- Hackers will truly embrace the ‘Internet of Things’:
We’ve been talking about the ‘Internet of Things’ (IoT) for some time, but in 2016, IoT will rapidly expand the attack surface and present a very real threat to individuals, businesses and governments.
Adversaries will exploit the influx of connected devices – everything from watches to cars to critical national infrastructure – to obtain personal and sensitive information. IoT represents the next battleground as we move towards smarter environments and adversaries advance their tactics to take advantage of new vulnerabilities that arise.
- When it comes to security, CEOs will take the hot seat:
In light of the frequent and destructive data breaches we’ve seen over the last two years, CEOs will be at the forefront in leading the response to a cyber breach. Increasingly we will see these breaches fought in courtrooms and newsrooms, as well as on laptops and networks. Cyber risk will be top-of-mind for boards, elevating the CISO beyond traditional IT. And with this, enterprises will be increasingly responsible for the information security of consumer data.
- As the threats evolve so do the tools – organisations will find new ways to protect their data:
While organisations still spend on traditional perimeter ‘blocking’ security technologies such as firewalls, mobile platforms have transformed the network making the new perimeter essentially in your pocket. To keep pace with the changing network, I predict that 2016 will bring a shift in how organisations protect their data.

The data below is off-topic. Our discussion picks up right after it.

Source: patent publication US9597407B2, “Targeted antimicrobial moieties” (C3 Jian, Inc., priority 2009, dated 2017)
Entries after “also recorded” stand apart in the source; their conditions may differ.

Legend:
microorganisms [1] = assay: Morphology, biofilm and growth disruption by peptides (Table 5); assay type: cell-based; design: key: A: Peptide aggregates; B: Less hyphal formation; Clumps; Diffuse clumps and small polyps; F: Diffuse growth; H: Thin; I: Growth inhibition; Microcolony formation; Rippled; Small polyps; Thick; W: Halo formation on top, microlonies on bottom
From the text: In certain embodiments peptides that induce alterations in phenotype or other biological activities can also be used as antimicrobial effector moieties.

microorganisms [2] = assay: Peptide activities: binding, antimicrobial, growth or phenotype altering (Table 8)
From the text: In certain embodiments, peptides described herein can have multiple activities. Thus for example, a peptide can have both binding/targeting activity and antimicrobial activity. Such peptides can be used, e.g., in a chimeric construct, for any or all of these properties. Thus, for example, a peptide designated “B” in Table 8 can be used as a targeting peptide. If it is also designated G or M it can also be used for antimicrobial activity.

New cybersecurity tools and techniques will focus on applying big data analytics and automation to the threat landscape, as well as internal users and operations. Additionally, new methods for managing user identity will cross into biometrics and across cloud platforms, and we will see the increasing adoption of advanced consumer security and identity products and services.
- Meanwhile the Adversary is not standing still:
The evolution of the adversary landscape will be shaped by four key trends in 2016 –
- Criminal syndicates go mobile, digital, social and cloud-enabled, having built a sophisticated underground marketplace for malware, information, technical expertise and service brokers. Cyber criminals are increasing their community focus, global reach and sophistication.
- Advanced Persistent Threats are in a class of their own – Nation state and APT actors will continue to penetrate networks and avoid detection for extended periods of time, evading traditional security countermeasures.
- Industry vertical specialisation – Adversaries are becoming expert in exploiting the business process and value chains for less cyber-mature vertical industry groups, such as healthcare, energy, media and entertainment.
- Vulnerabilities old and new: A large and worrying proportion of attacks will continue to prey on old vulnerabilities in standard software and operating systems versions that are poorly managed and updated. New vulnerabilities in mobile devices, operating systems and applications will outstrip more traditional areas of focus.
Andrzej Kawalec, CTO Enterprise Security Services, HPE
Image Credit: Shutterstock/Benoit Daoust